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Europe in stats: from Spain to Sweden

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EU flags at a Europe Day event in Brussels Photo: Magnus Franklin
17:46 CET+01:00
From women in the workplace to income inequality, the differences between European countries are getting greater in lots of areas. Find out who's best at having babies, who's most dependent on the state and who's most likely to get cancer.

Some of the stats are predictable: it is perhaps unsurprising that Swedes and Swiss earn more than Italians and Spaniards, while the number of people claiming unemployment benefits has fallen over time in Sweden and Germany, while rising in France, Spain and Italy.

The Nordic countries also do well when it comes to income inequality, with Sweden and Denmark among the most equal places in Europe. But while inequality is slowly rising in the north, Italy is slowly becoming more equal - and is already more equal than Spain and the UK. You might be surprised to learn that well-functioning, prosperous Switzerland is one of the most unequal countries in the rich-country OECD.

More surprising, perhaps is that even those countries with economic problems have seen crime fall. Indeed, crime is falling everywhere - in Austria, crime is at its lowest level since 1947. In Spain, murders were down from 364 in 2012 to 302 in 2013.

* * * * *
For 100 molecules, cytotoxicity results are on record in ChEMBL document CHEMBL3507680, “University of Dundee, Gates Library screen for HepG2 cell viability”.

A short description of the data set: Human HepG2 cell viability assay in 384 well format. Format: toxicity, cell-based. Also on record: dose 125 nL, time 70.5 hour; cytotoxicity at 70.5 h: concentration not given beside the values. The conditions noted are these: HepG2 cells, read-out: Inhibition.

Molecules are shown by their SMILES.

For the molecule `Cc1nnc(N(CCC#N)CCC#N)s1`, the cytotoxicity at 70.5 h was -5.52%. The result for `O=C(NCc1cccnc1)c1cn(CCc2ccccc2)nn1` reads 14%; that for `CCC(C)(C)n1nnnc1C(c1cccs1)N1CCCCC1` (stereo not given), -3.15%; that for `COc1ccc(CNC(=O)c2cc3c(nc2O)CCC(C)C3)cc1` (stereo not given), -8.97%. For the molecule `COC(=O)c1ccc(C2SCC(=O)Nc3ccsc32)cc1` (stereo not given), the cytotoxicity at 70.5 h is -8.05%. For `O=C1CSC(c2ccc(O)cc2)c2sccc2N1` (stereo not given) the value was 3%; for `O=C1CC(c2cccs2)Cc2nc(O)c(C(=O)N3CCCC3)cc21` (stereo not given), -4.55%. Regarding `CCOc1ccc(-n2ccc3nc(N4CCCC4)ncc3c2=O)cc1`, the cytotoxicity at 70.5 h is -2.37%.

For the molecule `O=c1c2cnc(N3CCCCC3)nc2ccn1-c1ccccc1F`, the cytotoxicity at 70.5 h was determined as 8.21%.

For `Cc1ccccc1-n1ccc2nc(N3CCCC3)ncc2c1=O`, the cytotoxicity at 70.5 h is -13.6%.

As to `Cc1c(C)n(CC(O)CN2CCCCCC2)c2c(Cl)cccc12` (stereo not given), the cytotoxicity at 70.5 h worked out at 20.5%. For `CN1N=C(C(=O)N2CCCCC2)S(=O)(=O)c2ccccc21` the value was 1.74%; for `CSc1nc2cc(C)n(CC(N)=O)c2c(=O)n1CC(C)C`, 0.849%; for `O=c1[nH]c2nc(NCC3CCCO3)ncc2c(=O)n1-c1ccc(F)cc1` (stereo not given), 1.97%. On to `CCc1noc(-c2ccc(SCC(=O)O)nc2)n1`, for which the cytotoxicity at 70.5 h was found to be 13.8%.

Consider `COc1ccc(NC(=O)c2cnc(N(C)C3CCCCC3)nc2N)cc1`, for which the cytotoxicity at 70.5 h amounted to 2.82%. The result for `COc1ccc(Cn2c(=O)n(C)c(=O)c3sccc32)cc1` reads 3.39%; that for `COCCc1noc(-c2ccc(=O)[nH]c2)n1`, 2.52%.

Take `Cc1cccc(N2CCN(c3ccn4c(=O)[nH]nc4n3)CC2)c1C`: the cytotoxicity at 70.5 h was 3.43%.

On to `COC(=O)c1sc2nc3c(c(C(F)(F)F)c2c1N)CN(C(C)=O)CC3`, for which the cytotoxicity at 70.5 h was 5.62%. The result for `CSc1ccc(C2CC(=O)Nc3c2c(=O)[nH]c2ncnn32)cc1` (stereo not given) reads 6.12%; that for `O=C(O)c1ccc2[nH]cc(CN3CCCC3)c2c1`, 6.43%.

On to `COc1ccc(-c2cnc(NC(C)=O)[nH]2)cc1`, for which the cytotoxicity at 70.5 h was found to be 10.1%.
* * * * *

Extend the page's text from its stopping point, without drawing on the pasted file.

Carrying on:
There are also some surprising differences in countries that should be quite similar. Denmark has one of the world’s highest cancer rates; next-door Sweden one of the lowest. Danes’ fondness for booze and cigarettes gets the blame.

When it comes to sex and marriage, the Catholic countries of the south are less traditionalist than you might expect. Only 3.3 Italians per 1,000 got married in 2013 - a record low. The figure was the same in crisis-hit Spain. Compare that to 4.8 in Germany, 5.1 in Denmark or 5.3 in Sweden.

And women in the north are far more likely to work - 70 percent of Danish women and 77 percent of their Swedish counterparts are in the workforce. Compare this to 54 percent of Germans and 39 percent of Italians.

Italy is also doing badly at having babies. It’s worth noting that no country in Europe reaches the 2.1 births per woman needed to keep the population steady (once immigration is taken out of the equation). The French (2.01) beat the European average of 1.58, as do the Swedes (1.91) and the Danes (1.71). Spaniards, however, had only 1.32 babies per woman; Italians 1.43. But it’s not all about money - the prosperous Swiss only manage 1.54 babies per women.

Different ways of collecting and measuring data means that not all the figures in the articles are directly comparable, but it still makes for interesting reading.

Find out more here - eight countries in ten stats:

Sweden

Germany

Italy

Spain 

France

Austria

Denmark

Switzerland

 

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